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The Research Institute partially funded and organised informal concurrency verification workshop at POPL (Principles of Programming Languages) 2014.Find out more »
The Research Institute is co-organising the Third Workshop on Formal Methods And Tools for Security (FMATS3).
Update on 6th May 2014:
FMATS3 was held at Microsoft Research Cambridge on 1st and 2nd May 2014. This year we had additional talks from the individual projects affiliated to the Research Institute in Automated Program Analysis and Verification (RI2). The event was attended by 47 participants comprising researchers from academia, industry and government and included talks on 16 different topics (see agenda). On the 2nd day, we had a poster session along with bite-size introductions from nine winners of the "PhD Prizes". In the discussion session on the future of the FMATS workshop, it was agreed that the FMATS community should be opened to other complementary networks like CryptoForma and adopt ideas from other similar events like NSA's HCSS conference.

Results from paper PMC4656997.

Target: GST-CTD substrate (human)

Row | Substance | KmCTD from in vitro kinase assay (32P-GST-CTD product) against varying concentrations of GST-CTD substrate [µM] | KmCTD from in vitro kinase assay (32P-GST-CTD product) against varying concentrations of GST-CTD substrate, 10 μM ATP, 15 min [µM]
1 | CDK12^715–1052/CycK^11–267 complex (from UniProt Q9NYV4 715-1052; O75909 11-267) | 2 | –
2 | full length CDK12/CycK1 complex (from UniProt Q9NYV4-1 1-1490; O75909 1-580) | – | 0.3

The future organisation of FMATS will be led by the Director of RI2, Professor Philippa Gardner of Imperial College, London.
To keep updated on future FMATS events email Anuj Sood, Program Manager of RI2 at a.soodxximperial.ac.uk (replace xx by @).Find out more »
The two National Cyber Security Programme sponsored cyber security Research Institutes are organising their first joint annual highlights conference, at the Department for Business, Innovation & Skills (BIS) on 10th October 2014. The purpose of the conference is to present this leading edge initiative and its outcomes to decision-makers from academia, government and industry.Find out more »
FMATS4 was successfully held at Microsoft Research Cambridge on 11 and 12 June 2015. The event was attended by more than 65 participants comprising researchers, industrialists and government employees, and included specialist talks on 15 different topics.Find out more »
Software faults cause widespread problems in society. Symbolic verification provides promising solutions to these problems. The field is coming of age: verification techniques scale; tools are tractable; and real-world programs can be verified. This meeting brings together academics, industrial experts and government scientists to identify key challenges in establishing verification at the heart of the software design process.Find out more »